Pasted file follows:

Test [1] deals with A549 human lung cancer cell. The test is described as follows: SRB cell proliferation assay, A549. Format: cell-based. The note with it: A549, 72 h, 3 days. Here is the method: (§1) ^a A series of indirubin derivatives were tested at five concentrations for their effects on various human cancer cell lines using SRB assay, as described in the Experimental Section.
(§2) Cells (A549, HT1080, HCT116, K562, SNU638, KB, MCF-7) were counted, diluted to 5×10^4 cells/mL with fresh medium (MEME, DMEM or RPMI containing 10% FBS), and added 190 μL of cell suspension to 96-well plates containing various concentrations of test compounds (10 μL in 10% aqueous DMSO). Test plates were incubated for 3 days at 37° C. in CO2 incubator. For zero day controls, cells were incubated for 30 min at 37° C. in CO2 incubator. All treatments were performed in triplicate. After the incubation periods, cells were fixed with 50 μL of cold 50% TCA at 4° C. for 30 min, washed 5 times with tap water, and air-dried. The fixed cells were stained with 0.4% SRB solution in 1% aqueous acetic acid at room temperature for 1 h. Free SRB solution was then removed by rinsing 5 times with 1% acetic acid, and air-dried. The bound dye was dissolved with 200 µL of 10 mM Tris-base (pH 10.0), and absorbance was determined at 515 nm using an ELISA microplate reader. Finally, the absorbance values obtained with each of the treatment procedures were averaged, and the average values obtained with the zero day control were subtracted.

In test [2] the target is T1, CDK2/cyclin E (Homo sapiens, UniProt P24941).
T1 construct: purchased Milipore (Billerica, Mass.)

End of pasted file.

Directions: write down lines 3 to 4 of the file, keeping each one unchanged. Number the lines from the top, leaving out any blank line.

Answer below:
In test [2] the target is T1, CDK2/cyclin E (Homo sapiens, UniProt P24941).
T1 construct: purchased Milipore (Billerica, Mass.)